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Abstract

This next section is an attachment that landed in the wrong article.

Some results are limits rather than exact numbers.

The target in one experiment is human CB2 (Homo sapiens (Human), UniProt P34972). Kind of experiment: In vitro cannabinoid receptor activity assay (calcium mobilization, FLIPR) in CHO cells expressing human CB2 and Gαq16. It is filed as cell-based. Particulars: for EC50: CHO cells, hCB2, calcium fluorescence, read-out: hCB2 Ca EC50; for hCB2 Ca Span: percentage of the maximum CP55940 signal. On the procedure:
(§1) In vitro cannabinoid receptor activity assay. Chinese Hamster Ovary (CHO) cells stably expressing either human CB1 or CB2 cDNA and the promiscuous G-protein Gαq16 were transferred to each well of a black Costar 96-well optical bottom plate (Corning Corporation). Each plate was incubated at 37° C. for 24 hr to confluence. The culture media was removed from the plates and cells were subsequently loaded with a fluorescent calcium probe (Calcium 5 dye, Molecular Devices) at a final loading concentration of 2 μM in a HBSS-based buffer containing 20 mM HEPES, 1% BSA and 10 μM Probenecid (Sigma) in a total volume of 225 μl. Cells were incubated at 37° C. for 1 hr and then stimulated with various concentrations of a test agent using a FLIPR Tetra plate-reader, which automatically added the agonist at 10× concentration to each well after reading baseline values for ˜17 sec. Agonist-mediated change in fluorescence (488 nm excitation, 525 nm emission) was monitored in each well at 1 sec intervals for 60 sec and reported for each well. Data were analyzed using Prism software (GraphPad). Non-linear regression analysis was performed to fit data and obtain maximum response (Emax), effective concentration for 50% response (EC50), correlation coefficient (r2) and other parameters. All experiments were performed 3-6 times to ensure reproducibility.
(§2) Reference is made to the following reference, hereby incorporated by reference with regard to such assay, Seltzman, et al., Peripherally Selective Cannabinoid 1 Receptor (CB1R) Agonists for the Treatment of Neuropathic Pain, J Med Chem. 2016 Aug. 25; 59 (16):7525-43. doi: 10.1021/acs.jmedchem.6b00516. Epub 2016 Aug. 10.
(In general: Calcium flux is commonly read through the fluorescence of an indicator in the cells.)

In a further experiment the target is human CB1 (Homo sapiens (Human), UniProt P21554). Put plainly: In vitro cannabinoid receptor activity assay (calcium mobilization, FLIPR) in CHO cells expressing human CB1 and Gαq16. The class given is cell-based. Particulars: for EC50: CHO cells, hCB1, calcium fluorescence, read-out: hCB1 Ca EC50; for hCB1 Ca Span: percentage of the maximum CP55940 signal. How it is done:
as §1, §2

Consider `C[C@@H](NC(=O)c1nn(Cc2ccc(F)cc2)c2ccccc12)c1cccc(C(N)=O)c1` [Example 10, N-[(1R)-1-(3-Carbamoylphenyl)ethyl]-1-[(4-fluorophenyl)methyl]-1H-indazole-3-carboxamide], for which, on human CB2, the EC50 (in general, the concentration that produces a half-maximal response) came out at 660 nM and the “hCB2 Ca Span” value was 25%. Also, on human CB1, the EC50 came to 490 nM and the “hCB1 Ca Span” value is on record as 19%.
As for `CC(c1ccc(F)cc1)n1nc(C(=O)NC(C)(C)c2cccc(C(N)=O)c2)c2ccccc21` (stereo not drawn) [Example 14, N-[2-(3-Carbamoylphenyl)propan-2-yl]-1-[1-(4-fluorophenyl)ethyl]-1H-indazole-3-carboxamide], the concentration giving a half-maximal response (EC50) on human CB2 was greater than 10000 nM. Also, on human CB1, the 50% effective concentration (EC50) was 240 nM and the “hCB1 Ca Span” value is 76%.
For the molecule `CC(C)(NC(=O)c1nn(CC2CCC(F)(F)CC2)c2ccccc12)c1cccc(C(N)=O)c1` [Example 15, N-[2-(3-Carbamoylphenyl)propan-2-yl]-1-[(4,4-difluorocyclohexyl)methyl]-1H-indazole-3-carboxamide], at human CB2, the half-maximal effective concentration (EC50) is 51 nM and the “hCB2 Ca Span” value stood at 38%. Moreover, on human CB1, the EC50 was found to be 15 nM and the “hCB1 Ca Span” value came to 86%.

Public health problems have a political economy rooted largely in public and private laws that both reflect the distribution of power in society and shape its policy responses. In this Article, we apply this perspective to the U.S. opioid crisis, which was triggered by a quadrupling of opioid prescribing beginning in the mid-1990s. Such staggering increases in opioid use are impossible to understand without unpacking the incentives and institutional pressures associated with the distribution and use of addictive legal drugs, particularly how those pressures can dilute the substantive goals and efficacy of regulatory governance.

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